Annarietta* is living with chronic fatigue syndrome, and also a spinal condition that can limit movement of the back and neck and cause blood pressure problems. She also experiences mental health issues.
She was receiving the Disability Support Pension (DSP) in the early 2000s but lost eligibility when she moved overseas for several years. On returning to Australia, Annarietta attempted to engage in paid employment but found her condition made it impossible and eventually applied for the DSP again.
Annarietta’s application was rejected by the original decision maker, the Centrelink Authorised Review Officer, and the first tier of the Administrative Appeals Tribunal (AAT). She had appealed this decision to the second tier of the AAT and had been through a number of conferences as part of the process. During these conferences representatives for Services Australia maintained that Annarietta was not eligible for the DSP. That’s when Annarietta sought assistance from SSRV. An SSRV community lawyer assisted Annarietta to prepare submissions ahead of her hearing and had planned to represent her at the hearing itself.
Fortunately, following the submissions, Services Australia’s representatives offered to settle the matter before the hearing proceeded, agreeing that she should receive the DSP.
SSRV worked with Annarietta to ensure this agreement was implemented in a timely fashion.
It had been three years between the initial claim and Services Australia agreeing Annarietta was eligible.
In that time, Annarietta was reliant on JobSeeker Payment. She was required to either look for work she knew she wouldn’t be able to perform, or get regular medical certificates from her doctors explaining that she can’t work. If not for the temporary rate increase during the early stages of the COVID-19 pandemic, she also would have been on a lower rate of payment than that to which she was entitled.
Annariette told SSRV that the entire process had been traumatic and has worsened her conditions.
Annarietta has the capacity to do some work, provided she is afforded flexibility. She believes this capacity to work has been diminished by the worsening of her conditions, and this would not have happened if the process had not been drawn out to such an extent.
Annarietta’s experience was fed into SSRV’s systemic policy activities, and in particular into our submission to the Senate Community Affairs Committee Inquiry into the purpose, intent and adequacy of the Disability Support Pension.
Annarietta’s story highlights the challenges created directly by being on the wrong payment, which sit on top of the other challenges people living with disability face. These can be exacerbated by the length of time the process takes.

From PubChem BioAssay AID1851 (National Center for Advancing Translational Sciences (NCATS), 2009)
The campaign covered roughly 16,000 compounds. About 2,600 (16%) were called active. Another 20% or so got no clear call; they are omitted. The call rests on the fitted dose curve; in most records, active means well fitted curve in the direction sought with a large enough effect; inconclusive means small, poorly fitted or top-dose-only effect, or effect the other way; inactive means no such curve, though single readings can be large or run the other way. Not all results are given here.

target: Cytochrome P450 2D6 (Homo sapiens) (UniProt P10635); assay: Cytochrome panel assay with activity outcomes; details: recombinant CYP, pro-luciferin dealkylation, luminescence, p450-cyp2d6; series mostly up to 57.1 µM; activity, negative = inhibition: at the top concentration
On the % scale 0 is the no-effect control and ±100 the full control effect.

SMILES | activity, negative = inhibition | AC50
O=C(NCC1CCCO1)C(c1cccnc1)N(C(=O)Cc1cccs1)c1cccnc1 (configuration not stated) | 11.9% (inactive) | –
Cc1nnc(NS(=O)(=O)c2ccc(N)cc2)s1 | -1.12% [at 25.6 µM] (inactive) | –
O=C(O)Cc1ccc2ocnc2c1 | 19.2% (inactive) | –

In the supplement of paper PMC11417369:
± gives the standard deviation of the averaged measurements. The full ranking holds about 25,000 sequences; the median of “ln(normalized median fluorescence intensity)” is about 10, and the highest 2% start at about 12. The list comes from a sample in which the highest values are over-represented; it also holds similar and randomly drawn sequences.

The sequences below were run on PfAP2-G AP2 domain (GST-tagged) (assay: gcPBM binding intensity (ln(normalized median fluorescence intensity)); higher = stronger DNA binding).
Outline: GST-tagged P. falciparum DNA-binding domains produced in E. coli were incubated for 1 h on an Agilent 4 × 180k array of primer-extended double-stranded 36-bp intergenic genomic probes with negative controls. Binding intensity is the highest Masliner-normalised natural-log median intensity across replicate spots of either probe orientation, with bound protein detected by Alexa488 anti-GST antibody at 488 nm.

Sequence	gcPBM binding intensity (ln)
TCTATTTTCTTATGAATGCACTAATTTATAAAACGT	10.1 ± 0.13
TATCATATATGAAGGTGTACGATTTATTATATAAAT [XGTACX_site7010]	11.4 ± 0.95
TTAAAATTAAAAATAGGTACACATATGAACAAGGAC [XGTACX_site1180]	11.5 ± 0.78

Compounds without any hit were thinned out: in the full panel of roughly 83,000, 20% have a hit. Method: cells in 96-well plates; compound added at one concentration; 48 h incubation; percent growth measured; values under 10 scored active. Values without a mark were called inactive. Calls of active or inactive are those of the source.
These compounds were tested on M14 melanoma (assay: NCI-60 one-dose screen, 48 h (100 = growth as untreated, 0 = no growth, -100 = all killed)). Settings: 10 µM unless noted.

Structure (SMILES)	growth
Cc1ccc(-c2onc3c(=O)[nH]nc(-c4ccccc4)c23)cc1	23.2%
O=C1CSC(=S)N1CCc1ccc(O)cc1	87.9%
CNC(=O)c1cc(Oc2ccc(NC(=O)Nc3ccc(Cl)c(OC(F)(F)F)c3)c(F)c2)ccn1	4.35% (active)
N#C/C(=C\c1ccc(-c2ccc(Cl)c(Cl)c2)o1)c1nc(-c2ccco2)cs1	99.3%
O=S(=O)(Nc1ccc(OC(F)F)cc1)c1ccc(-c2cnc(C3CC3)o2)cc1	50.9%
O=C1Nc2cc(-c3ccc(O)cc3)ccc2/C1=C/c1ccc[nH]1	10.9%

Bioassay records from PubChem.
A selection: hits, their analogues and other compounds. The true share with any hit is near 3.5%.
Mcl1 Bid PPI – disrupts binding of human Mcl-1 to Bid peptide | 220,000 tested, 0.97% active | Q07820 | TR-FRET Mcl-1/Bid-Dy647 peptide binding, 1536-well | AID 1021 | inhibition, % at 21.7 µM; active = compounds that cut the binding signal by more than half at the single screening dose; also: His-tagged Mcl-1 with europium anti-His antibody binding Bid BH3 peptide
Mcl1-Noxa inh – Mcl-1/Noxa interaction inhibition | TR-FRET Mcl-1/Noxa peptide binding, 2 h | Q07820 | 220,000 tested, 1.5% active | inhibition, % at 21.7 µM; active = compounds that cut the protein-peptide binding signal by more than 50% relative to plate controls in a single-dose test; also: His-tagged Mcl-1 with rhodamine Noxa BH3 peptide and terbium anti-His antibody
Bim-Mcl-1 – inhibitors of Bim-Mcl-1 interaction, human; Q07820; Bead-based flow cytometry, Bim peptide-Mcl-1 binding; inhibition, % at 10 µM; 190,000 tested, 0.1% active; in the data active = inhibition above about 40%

Annarietta hopes that sharing her experiences will help others in her position.
Stories like Annarietta’s are not uncommon amongst SSRV’s clients. We generally tell clients to expect a DSP application to take at least three months to be processed, but many take longer. By the time a matter reaches the AAT’s General Division (Tier 2) it would be uncommon for less than a year to have passed since the initial application. And in that time the pressures of life, of living on less adequate income, and of having to engage with activities beyond their capabilities or risk losing that income, all add up.
It’s important to note that this matter was concluded by agreement. That is, representatives for Services Australia decided they agreed that Annarietta should be on the DSP and that they would not contest the hearing.
This is a great outcome for our client, and it shows the value in having a lawyer with social security expertise advocating on an applicant’s behalf; it was, after all, the submissions SSRV prepared that led to this outcome.
But it’s also an example of a matter that could have – and should have – been resolved much earlier and with much less stress to Annarietta. DSP eligibility criteria is complex, as is providing medical evidence in support of an application or appeal. It needs to be simplified. Accessing appropriate income support when living with disability should not be complex.
SSRV continues to advocate for systemic change in this area. But we also offer practical support right now. If you, someone you care for, one of your clients, or one of your patients needs assistance accessing the DSP, start with DSP Help.
DSP Help is a free online resource that will help demystify the DSP and assist in gathering the best medical evidence to support an application or appeal. In 2021 we updated the website with information targeted at doctors and other health workers to better help them when asked to support a DSP applicant.
If you need more assistance, please get in touch.
Legal Assistance Line (for individuals and carers): 0419 793 652 or 03 9481 0355
Worker Help Line (for support workers and health professionals): 0429 450 346 or 03 9481 0655
*Name has been changed